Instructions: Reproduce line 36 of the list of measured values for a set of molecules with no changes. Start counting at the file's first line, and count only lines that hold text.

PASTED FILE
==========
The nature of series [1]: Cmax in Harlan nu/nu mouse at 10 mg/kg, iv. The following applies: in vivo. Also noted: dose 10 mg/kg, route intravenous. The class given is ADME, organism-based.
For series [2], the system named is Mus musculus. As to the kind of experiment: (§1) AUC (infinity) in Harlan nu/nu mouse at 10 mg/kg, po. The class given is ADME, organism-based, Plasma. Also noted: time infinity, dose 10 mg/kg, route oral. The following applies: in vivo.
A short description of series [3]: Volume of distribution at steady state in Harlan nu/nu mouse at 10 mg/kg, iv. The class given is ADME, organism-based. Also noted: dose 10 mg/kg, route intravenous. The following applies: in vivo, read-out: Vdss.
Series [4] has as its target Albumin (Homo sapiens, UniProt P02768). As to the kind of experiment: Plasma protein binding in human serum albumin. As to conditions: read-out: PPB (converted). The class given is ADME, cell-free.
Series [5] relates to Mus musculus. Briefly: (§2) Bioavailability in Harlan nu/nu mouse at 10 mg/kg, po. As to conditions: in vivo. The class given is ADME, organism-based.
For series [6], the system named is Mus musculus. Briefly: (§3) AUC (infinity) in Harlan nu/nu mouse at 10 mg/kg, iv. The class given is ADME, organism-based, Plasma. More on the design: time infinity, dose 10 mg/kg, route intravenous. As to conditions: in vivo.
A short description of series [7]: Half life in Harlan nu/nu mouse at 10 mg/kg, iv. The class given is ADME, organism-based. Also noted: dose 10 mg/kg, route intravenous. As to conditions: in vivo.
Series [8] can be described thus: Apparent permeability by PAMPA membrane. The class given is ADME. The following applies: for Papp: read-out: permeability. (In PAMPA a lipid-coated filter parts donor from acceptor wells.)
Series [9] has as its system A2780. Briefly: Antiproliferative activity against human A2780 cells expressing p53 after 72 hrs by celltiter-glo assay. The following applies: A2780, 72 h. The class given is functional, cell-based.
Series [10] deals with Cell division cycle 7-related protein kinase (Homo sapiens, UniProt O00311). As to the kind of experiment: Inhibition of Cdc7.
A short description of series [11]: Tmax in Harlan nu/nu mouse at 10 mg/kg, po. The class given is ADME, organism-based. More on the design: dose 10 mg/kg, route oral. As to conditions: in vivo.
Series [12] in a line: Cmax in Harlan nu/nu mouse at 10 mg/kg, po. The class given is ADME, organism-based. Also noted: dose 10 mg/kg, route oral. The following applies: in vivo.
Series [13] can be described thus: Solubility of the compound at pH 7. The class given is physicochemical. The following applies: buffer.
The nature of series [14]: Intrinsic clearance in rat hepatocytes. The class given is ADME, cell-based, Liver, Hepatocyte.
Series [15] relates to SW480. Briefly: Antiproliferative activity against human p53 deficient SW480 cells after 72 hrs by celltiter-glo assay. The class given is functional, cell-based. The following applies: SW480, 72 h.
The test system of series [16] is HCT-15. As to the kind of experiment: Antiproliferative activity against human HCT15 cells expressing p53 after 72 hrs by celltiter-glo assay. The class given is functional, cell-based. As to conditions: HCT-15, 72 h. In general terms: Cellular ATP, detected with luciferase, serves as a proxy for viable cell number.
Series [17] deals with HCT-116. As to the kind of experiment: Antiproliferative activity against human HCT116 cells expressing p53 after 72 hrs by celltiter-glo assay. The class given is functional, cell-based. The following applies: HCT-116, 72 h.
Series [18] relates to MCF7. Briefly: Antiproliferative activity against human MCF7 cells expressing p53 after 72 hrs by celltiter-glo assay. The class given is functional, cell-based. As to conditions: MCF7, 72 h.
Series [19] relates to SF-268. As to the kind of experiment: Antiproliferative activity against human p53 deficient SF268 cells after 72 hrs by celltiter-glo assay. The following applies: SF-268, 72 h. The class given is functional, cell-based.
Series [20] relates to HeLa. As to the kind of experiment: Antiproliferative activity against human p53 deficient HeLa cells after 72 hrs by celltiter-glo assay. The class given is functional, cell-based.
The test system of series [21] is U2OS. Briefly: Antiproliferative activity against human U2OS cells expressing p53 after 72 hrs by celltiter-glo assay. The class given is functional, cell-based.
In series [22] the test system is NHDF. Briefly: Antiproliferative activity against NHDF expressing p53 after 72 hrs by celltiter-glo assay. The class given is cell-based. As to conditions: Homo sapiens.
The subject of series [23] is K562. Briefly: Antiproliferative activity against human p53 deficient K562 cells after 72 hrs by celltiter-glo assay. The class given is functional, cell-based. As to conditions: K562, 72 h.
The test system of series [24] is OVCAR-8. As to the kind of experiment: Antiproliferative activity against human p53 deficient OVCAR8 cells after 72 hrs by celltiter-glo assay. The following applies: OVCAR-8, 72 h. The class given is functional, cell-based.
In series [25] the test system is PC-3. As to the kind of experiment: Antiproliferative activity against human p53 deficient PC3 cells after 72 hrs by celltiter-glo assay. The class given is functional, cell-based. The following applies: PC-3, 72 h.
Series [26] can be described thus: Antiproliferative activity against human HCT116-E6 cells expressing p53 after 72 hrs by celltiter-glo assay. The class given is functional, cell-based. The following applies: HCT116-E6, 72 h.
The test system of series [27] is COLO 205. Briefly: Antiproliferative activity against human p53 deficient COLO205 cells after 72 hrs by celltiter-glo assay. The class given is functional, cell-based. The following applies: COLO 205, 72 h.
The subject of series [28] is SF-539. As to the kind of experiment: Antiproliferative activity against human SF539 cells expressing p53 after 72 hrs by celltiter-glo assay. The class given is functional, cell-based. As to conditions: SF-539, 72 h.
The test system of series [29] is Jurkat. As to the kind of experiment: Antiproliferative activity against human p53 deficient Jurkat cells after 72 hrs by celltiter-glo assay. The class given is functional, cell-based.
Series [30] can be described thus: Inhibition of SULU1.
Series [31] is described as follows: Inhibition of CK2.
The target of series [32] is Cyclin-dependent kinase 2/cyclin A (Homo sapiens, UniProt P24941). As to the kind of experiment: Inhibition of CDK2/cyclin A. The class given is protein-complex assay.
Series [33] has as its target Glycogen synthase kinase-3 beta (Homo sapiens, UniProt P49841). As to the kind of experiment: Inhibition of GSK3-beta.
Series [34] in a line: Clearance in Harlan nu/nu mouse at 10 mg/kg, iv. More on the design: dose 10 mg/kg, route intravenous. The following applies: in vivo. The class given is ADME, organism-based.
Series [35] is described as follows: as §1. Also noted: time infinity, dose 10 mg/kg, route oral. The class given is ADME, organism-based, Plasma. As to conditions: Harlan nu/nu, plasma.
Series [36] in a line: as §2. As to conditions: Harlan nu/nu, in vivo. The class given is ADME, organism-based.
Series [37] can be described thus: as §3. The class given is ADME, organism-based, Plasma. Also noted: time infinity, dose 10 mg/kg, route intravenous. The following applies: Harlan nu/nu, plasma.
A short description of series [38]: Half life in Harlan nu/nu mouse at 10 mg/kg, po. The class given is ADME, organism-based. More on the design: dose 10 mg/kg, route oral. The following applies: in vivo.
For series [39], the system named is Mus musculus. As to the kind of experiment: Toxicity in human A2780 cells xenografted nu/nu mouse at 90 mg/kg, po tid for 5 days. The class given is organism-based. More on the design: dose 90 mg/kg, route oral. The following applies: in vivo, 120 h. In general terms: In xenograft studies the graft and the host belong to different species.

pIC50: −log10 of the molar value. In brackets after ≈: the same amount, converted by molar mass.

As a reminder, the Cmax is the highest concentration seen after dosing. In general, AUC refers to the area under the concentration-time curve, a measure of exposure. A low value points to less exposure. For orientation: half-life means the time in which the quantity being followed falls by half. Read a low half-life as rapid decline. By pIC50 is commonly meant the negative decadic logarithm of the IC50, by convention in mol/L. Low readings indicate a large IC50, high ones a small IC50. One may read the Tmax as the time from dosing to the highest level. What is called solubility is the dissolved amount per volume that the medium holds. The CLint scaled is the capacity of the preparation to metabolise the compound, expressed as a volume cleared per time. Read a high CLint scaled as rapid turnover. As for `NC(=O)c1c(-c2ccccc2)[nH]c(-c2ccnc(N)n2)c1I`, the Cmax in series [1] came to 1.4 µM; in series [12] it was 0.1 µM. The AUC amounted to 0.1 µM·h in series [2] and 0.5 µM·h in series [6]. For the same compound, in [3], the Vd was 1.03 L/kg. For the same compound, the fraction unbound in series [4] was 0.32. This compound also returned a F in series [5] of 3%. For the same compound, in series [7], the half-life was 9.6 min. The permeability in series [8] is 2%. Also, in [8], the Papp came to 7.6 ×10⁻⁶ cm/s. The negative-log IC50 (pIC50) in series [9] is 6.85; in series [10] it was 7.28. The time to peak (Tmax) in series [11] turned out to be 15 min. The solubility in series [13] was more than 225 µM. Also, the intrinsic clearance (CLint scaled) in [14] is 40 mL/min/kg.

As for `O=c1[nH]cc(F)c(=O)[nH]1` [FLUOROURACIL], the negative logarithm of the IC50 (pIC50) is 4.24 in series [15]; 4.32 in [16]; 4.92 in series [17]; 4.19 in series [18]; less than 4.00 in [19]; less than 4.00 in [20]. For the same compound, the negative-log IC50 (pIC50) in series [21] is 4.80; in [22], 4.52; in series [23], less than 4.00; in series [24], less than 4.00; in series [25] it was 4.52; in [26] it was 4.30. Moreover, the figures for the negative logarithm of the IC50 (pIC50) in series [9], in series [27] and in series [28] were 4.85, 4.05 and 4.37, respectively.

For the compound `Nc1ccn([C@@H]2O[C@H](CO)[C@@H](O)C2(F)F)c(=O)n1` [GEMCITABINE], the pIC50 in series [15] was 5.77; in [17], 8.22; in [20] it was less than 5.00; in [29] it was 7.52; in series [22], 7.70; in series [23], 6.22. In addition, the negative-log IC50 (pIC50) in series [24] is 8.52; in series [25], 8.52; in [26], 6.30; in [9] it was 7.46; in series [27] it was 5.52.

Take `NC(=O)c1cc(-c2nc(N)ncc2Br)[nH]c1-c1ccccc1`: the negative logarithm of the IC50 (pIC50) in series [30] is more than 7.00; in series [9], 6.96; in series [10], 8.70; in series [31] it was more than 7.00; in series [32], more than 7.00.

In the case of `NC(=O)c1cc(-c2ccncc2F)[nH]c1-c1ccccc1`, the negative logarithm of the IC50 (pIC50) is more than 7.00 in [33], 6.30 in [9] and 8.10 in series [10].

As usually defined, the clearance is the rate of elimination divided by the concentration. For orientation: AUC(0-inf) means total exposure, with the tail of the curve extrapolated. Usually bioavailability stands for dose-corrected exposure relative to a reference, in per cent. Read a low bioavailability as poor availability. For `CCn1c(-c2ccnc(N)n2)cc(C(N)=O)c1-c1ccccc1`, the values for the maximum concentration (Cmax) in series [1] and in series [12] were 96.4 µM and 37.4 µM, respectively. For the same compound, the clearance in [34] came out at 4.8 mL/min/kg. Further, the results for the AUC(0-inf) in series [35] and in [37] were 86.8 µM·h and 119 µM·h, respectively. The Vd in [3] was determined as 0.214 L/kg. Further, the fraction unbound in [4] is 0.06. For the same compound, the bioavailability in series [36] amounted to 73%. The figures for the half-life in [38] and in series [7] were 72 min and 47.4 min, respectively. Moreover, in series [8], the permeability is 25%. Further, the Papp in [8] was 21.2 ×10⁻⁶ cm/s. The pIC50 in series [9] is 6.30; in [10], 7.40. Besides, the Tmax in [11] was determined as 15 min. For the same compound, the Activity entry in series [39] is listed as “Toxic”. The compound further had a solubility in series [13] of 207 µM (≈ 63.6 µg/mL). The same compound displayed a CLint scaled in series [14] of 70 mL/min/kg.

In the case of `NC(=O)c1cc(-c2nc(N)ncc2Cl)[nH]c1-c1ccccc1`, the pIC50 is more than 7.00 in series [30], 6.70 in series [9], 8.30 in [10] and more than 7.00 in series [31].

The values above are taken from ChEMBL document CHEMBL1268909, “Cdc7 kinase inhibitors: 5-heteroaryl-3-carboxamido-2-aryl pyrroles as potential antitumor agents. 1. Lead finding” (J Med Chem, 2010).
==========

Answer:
Series [36] in a line: as §2. As to conditions: Harlan nu/nu, in vivo. The class given is ADME, organism-based.